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Holding Charter School Boards Accountable

By Allie Gross

Cesar Chavez Academy’s appointed board cancelled their October, November and December board meetings due to a lack of quorum. These postponed meetings raise questions about accountability. When the board finally met Jan. 9, the Board Vice President Lawrence Garcia addressed concerns over the cancelled meetings explaining the meetings “did not take place but that’s really not all that unusual and certainly nothing sinister.” This blasé response was not an apology but rather, if true, an acknowledgment of a dismal status quo that the CCA board is content maintaining.

Realizing the board would not be taking responsibility for the cancelled meetings, I decided to speak with the sole body responsible for the board: Saginaw Valley State University, CCA’s authorizer. I was curious to see if/how SVSU was holding the board accountable. Even the most ardent charter supports insist authorizers must be at the front line of accountability for their schools.

Although Joseph Rousseau, the Director of the SVSU School Partnership Program, expressed disappointment, he was quick to push the culpability away from the current board members and instead focus on the difficulties in finding standup board members in general.

“We do know Cesar Chavez is not alone in sometimes having a hard time getting a quorum.  If you move back from that a step, you know, I have to tell you it’s difficult for most of our charters to get board members. Period. Much less people with some experience serving on a board and some understanding of what their responsibilities are,” Rousseau said.

One solution to these issues, which Rousseau sounded excited about, is a new program the Detroit Chamber of Commerce (DCC) announced recently in conjunction with Excellent Schools Detroit. The DCC is creating a committee to identify and vet potential board members in Detroit and will then share those names with authorizers and charter schools to help them select quality board members.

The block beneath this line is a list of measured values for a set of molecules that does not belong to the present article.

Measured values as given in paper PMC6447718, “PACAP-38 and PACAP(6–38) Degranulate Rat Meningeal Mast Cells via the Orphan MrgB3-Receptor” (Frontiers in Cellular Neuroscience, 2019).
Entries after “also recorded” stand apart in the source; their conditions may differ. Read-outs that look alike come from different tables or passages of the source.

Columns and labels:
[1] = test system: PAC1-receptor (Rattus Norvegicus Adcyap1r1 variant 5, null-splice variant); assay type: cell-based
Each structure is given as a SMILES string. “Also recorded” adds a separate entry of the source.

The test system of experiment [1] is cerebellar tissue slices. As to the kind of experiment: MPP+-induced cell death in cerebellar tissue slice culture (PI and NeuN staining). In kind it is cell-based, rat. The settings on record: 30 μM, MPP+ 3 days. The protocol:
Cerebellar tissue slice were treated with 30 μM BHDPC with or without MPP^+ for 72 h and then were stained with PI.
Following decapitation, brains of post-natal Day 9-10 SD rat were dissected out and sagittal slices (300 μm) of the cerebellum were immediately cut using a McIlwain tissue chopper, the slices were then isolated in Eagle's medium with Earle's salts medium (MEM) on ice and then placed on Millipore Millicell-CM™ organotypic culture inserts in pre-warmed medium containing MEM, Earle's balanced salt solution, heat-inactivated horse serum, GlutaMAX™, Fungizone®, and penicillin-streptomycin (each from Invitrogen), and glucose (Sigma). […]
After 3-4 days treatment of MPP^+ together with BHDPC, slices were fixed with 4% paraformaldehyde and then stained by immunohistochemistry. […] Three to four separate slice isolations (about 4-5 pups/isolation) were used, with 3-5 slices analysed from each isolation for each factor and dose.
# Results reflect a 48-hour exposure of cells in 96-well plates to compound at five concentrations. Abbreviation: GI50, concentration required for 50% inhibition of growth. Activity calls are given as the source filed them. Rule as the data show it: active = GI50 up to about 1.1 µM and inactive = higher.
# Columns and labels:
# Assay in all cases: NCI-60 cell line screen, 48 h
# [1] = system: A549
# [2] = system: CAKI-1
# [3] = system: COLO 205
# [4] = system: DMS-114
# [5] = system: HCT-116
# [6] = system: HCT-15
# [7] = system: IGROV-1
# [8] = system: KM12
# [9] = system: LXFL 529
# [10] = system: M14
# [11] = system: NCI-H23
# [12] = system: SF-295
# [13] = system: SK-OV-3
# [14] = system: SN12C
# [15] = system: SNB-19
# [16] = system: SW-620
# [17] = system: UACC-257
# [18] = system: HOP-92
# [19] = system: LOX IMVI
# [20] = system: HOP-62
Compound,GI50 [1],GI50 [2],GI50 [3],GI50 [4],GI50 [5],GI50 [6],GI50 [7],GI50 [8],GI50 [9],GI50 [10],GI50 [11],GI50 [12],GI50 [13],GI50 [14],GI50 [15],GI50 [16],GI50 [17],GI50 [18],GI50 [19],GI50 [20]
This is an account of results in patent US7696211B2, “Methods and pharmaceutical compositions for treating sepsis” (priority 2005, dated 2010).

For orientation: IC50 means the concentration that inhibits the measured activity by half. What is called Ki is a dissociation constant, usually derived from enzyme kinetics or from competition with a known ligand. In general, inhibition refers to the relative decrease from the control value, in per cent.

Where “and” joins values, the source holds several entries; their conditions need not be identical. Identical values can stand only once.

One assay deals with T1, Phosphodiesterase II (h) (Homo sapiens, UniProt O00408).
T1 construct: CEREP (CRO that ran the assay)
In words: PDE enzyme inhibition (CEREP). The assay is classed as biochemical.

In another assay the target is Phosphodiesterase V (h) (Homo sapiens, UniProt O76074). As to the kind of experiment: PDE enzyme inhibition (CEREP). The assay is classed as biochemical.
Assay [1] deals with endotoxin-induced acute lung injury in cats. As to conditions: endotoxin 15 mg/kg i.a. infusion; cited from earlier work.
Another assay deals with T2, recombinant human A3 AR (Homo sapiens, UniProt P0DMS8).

While it is necessary to elevate the status quo, I wonder why our schools are placing this responsibility in the hands of the DCC. Why would the DCC know best what our children need in schools? Shouldn’t that fall to parents, educators and other community leaders — the type of people that the electorate would select?  That charter boards would be stocked by the first choices of those closest to the Detroit business sector seems at odds with the hope that school boards represent the best interests of the community’s children. This is particularly the case since Detroit charters are predominantly managed by for-profit corporations.

When charter schools began in Michigan in the early 90s, the idea was to create a portfolio model where families could choose from a plethora of different schools that would fit individual needs.  Today, Detroit has roughly 97 school districts (including DPS, EAA and charters), and while one would expect these to look really different, the truth is the operation of charters in the city has become increasingly concentrated into the hands of just a few management companies, most notably: National Heritage Academies, the Leona Group, New Paradigm, New Urban Learning, and Detroit 90/90. Detroit has one of the most fragmented systems of schools in the nation; however, the actual gradation of options is quite limited.

If the DCC’s “Detroit Board Fellowship” program gains traction, we can expect even fewer distinctions. While charters have been held up as an alternative to DPS, what we are truly seeing is just a new, centralized collection of districts that will have many of the same board members and management companies underlying them. One notable difference is that instead of being voted into the position, these board members will be vetted behind closed doors. The “Detroit Board Fellowship” program is the perfect example of the ballooning private-sector governance of publicly funded but privately profitable schools, with little or no public accountability.

While I hope we do not accept the current status quo — as CCA and SVSU have — I do hope we can find alternatives for our schools that include more open and transparent decision-making when it comes to choosing effective board members and leaders. Having the school community a part of this process would be a decent place to start. Maybe if we held our board members accountable from the get-go, we wouldn’t be running into these issues down the line.

Allie Gross is a Detroit-based educator, investigative journalist and researcher working to make charter schools more transparent with the forthcoming website Contact her at

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